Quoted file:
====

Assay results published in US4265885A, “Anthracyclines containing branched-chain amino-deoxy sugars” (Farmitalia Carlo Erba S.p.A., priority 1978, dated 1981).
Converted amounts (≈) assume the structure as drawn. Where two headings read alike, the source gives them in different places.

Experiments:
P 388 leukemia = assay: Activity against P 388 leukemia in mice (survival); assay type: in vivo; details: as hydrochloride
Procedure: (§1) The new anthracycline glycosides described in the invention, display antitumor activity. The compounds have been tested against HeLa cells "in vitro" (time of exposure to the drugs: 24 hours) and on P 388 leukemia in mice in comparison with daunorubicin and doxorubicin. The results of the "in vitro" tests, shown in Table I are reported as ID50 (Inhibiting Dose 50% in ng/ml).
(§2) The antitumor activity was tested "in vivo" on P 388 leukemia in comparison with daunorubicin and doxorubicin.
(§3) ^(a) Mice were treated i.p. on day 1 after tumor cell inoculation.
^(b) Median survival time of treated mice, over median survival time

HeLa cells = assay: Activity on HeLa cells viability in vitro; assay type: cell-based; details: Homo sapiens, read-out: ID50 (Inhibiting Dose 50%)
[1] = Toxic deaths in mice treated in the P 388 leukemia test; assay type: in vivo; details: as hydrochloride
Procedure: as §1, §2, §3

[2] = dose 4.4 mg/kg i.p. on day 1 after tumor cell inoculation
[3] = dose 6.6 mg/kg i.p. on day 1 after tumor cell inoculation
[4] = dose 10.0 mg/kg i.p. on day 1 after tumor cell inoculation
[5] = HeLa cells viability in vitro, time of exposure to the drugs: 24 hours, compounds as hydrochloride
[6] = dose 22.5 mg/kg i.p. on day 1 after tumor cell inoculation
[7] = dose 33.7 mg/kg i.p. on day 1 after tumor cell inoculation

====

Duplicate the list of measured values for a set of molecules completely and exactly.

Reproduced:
Assay results published in US4265885A, “Anthracyclines containing branched-chain amino-deoxy sugars” (Farmitalia Carlo Erba S.p.A., priority 1978, dated 1981).
Converted amounts (≈) assume the structure as drawn. Where two headings read alike, the source gives them in different places.

Experiments:
P 388 leukemia = assay: Activity against P 388 leukemia in mice (survival); assay type: in vivo; details: as hydrochloride
Procedure: (§1) The new anthracycline glycosides described in the invention, display antitumor activity. The compounds have been tested against HeLa cells "in vitro" (time of exposure to the drugs: 24 hours) and on P 388 leukemia in mice in comparison with daunorubicin and doxorubicin. The results of the "in vitro" tests, shown in Table I are reported as ID50 (Inhibiting Dose 50% in ng/ml).
(§2) The antitumor activity was tested "in vivo" on P 388 leukemia in comparison with daunorubicin and doxorubicin.
(§3) ^(a) Mice were treated i.p. on day 1 after tumor cell inoculation.
^(b) Median survival time of treated mice, over median survival time

HeLa cells = assay: Activity on HeLa cells viability in vitro; assay type: cell-based; details: Homo sapiens, read-out: ID50 (Inhibiting Dose 50%)
[1] = Toxic deaths in mice treated in the P 388 leukemia test; assay type: in vivo; details: as hydrochloride
Procedure: as §1, §2, §3

[2] = dose 4.4 mg/kg i.p. on day 1 after tumor cell inoculation
[3] = dose 6.6 mg/kg i.p. on day 1 after tumor cell inoculation
[4] = dose 10.0 mg/kg i.p. on day 1 after tumor cell inoculation
[5] = HeLa cells viability in vitro, time of exposure to the drugs: 24 hours, compounds as hydrochloride
[6] = dose 22.5 mg/kg i.p. on day 1 after tumor cell inoculation
[7] = dose 33.7 mg/kg i.p. on day 1 after tumor cell inoculation